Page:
While millions wait, the immigration debacle continues

06/27/2016 Chicago Tribune

immigrationFew topics have spawned more commentary in recent years than unauthorized immigration, and few have generated as much pressure for a solution. But in a decision Thursday, the U.S. Supreme Court provided a nine-word ruling — “The judgment is affirmed by an equally divided court,” it read in its entirety — and no resolution. So a matter that has roiled American politics and government for years will go on roiling.

The result of the Supreme Court action was to return the dispute over President Barack Obama‘s immigration program to the lower courts. Obama’s initiative was meant to allow foreigners who are parents of children born here, and people brought here as children, to remain in the country despite their unauthorized status. It removed the threat that they would be deported.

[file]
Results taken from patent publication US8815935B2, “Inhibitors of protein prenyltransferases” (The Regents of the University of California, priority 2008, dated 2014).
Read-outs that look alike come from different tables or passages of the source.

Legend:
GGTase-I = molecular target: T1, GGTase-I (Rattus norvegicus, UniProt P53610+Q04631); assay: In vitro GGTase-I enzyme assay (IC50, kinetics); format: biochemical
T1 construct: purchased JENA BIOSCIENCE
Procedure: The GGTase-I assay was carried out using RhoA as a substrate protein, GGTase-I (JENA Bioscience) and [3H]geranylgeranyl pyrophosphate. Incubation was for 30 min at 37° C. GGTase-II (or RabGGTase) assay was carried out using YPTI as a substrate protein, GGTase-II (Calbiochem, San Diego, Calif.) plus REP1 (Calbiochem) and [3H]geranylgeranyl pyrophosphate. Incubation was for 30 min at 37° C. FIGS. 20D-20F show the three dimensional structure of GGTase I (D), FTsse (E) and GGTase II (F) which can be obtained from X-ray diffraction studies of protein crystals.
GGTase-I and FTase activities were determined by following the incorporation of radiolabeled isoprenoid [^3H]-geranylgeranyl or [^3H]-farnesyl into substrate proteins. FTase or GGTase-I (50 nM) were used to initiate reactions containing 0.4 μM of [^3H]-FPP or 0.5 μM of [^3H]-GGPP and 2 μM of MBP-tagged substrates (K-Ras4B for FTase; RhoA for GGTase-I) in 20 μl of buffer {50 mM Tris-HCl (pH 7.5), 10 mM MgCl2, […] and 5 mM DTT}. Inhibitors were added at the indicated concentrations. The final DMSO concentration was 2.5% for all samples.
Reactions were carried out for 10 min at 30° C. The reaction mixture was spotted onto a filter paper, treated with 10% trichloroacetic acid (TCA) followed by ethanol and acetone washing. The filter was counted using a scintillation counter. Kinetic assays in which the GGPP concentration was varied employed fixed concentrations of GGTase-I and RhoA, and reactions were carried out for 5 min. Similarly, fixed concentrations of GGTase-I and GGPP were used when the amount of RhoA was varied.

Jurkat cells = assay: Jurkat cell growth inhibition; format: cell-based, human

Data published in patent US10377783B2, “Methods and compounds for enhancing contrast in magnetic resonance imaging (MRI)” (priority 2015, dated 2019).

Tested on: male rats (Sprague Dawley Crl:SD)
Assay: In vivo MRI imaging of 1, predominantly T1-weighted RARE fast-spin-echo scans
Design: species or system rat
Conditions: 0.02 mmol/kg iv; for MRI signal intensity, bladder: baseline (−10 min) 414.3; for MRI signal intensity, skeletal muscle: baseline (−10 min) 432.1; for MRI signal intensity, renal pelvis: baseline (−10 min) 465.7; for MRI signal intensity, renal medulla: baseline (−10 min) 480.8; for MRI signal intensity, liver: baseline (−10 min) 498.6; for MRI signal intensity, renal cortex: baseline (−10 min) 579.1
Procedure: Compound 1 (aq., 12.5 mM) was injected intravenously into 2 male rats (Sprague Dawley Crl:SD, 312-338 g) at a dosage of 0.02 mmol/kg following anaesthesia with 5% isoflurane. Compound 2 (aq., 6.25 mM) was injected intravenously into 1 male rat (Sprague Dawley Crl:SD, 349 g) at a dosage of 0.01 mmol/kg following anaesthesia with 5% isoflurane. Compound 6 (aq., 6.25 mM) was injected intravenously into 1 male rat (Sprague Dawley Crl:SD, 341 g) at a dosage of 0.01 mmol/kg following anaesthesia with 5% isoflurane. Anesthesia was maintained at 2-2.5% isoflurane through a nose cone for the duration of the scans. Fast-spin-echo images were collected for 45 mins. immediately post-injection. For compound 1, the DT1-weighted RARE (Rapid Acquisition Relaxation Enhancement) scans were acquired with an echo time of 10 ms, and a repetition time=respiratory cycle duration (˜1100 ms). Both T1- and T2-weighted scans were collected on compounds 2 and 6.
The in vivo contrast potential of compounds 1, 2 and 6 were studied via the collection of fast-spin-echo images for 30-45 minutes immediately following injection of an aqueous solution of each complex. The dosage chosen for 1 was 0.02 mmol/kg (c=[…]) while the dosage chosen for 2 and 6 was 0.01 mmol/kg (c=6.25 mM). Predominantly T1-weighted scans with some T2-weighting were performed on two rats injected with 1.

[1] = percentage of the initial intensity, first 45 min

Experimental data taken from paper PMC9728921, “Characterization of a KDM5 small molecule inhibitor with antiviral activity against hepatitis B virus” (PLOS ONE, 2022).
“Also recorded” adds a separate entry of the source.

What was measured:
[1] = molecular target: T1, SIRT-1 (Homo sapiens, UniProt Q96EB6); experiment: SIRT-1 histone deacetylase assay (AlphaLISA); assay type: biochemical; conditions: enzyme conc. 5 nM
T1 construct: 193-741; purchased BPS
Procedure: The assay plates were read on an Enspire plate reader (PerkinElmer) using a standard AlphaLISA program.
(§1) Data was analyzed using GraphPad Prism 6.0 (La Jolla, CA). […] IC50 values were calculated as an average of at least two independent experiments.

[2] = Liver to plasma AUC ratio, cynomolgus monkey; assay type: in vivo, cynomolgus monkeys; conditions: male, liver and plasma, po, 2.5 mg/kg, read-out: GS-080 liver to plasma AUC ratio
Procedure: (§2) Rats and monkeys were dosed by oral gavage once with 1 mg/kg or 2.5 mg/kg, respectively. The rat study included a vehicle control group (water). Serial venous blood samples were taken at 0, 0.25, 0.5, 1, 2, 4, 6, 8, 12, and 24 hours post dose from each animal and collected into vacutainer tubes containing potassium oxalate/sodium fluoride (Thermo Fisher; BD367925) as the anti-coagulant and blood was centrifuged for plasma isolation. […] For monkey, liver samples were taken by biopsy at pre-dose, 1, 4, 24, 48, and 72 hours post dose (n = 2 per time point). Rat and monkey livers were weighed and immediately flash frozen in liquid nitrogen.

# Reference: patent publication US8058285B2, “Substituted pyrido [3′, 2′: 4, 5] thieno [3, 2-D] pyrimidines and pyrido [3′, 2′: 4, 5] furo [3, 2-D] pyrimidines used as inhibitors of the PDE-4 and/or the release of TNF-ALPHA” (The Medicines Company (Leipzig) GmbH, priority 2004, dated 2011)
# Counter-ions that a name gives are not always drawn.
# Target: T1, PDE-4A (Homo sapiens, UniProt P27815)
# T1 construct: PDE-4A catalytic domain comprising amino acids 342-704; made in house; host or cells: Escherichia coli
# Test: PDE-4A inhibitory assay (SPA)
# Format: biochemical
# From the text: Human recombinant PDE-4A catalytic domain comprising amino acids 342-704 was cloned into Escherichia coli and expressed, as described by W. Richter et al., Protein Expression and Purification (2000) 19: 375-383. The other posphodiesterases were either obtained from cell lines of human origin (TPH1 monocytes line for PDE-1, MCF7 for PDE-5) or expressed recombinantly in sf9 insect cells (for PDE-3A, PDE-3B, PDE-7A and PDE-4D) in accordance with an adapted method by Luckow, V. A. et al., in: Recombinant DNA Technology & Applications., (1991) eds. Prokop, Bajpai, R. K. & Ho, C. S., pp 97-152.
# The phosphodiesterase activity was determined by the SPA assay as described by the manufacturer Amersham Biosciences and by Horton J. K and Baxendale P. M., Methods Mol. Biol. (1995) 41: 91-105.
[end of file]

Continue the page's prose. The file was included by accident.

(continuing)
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Vicente Fox and Felipe Calderón, 2 Ex-Presidents of Mexico, Say No Way Country Is Paying for Donald Trump’s Wall

2/25/16 New York Times

IV Informe de Gobierno

At almost all of his campaign rallies, Donald J. Trump leads a familiar refrain as he details his plan to build a giant wall along the border with Mexico.

“Who’s gonna pay?” he asks.

Without fail, Mr. Trump’s adoring fans reply, “Mexico!”

While the Mexican government has said little about Mr. Trump’s plan to beef up border security, two of the country’s former presidents have a message for Mr. Trump: Mexico won’t pay.